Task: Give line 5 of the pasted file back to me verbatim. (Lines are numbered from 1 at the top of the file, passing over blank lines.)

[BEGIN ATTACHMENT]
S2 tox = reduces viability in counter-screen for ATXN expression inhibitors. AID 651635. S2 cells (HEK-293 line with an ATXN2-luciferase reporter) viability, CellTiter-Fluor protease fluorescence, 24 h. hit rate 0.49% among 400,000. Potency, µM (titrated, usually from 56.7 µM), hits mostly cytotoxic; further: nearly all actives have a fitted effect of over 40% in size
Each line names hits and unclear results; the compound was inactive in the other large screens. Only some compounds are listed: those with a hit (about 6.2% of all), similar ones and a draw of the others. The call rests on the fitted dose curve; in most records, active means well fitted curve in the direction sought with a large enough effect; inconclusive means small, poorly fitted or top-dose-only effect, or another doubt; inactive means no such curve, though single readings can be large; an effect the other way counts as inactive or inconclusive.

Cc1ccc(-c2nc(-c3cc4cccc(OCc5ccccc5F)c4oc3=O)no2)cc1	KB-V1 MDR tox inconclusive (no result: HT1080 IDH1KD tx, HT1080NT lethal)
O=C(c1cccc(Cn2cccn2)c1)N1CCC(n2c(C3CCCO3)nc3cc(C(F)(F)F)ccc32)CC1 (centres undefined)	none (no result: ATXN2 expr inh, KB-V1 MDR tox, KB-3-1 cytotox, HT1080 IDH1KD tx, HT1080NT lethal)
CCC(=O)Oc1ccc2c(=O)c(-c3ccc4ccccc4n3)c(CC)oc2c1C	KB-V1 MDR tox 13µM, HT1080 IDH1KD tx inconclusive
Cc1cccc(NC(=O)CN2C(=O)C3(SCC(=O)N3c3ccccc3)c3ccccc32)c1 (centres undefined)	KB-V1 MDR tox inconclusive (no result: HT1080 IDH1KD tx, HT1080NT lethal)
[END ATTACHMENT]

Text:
CCC(=O)Oc1ccc2c(=O)c(-c3ccc4ccccc4n3)c(CC)oc2c1C	KB-V1 MDR tox 13µM, HT1080 IDH1KD tx inconclusive